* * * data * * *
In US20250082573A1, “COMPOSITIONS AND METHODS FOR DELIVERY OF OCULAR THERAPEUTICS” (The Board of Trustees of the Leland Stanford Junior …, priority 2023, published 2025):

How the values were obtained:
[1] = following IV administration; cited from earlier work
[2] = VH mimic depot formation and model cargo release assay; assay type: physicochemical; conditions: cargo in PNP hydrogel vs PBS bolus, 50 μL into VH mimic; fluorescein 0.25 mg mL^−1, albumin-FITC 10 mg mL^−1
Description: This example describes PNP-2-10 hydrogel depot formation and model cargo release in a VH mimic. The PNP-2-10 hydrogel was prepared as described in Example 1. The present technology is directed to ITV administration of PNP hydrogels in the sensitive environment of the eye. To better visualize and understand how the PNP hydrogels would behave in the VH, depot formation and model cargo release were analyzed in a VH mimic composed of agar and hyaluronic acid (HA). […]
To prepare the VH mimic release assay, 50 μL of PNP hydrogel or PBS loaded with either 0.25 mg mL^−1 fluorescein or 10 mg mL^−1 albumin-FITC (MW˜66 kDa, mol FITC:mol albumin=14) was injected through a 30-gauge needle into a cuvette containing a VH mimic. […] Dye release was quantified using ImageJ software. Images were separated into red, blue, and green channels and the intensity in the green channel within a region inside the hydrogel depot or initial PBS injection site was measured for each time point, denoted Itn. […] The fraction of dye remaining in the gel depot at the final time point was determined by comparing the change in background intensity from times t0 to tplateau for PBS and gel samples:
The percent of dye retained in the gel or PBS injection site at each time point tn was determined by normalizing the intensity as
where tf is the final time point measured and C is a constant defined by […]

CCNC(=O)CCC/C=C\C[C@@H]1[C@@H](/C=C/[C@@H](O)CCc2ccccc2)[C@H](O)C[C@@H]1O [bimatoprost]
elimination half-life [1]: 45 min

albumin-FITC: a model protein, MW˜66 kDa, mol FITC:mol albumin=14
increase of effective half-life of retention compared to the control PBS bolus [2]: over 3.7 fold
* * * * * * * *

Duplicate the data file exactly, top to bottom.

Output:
In US20250082573A1, “COMPOSITIONS AND METHODS FOR DELIVERY OF OCULAR THERAPEUTICS” (The Board of Trustees of the Leland Stanford Junior …, priority 2023, published 2025):

How the values were obtained:
[1] = following IV administration; cited from earlier work
[2] = VH mimic depot formation and model cargo release assay; assay type: physicochemical; conditions: cargo in PNP hydrogel vs PBS bolus, 50 μL into VH mimic; fluorescein 0.25 mg mL^−1, albumin-FITC 10 mg mL^−1
Description: This example describes PNP-2-10 hydrogel depot formation and model cargo release in a VH mimic. The PNP-2-10 hydrogel was prepared as described in Example 1. The present technology is directed to ITV administration of PNP hydrogels in the sensitive environment of the eye. To better visualize and understand how the PNP hydrogels would behave in the VH, depot formation and model cargo release were analyzed in a VH mimic composed of agar and hyaluronic acid (HA). […]
To prepare the VH mimic release assay, 50 μL of PNP hydrogel or PBS loaded with either 0.25 mg mL^−1 fluorescein or 10 mg mL^−1 albumin-FITC (MW˜66 kDa, mol FITC:mol albumin=14) was injected through a 30-gauge needle into a cuvette containing a VH mimic. […] Dye release was quantified using ImageJ software. Images were separated into red, blue, and green channels and the intensity in the green channel within a region inside the hydrogel depot or initial PBS injection site was measured for each time point, denoted Itn. […] The fraction of dye remaining in the gel depot at the final time point was determined by comparing the change in background intensity from times t0 to tplateau for PBS and gel samples:
The percent of dye retained in the gel or PBS injection site at each time point tn was determined by normalizing the intensity as
where tf is the final time point measured and C is a constant defined by […]

CCNC(=O)CCC/C=C\C[C@@H]1[C@@H](/C=C/[C@@H](O)CCc2ccccc2)[C@H](O)C[C@@H]1O [bimatoprost]
elimination half-life [1]: 45 min

albumin-FITC: a model protein, MW˜66 kDa, mol FITC:mol albumin=14
increase of effective half-life of retention compared to the control PBS bolus [2]: over 3.7 fold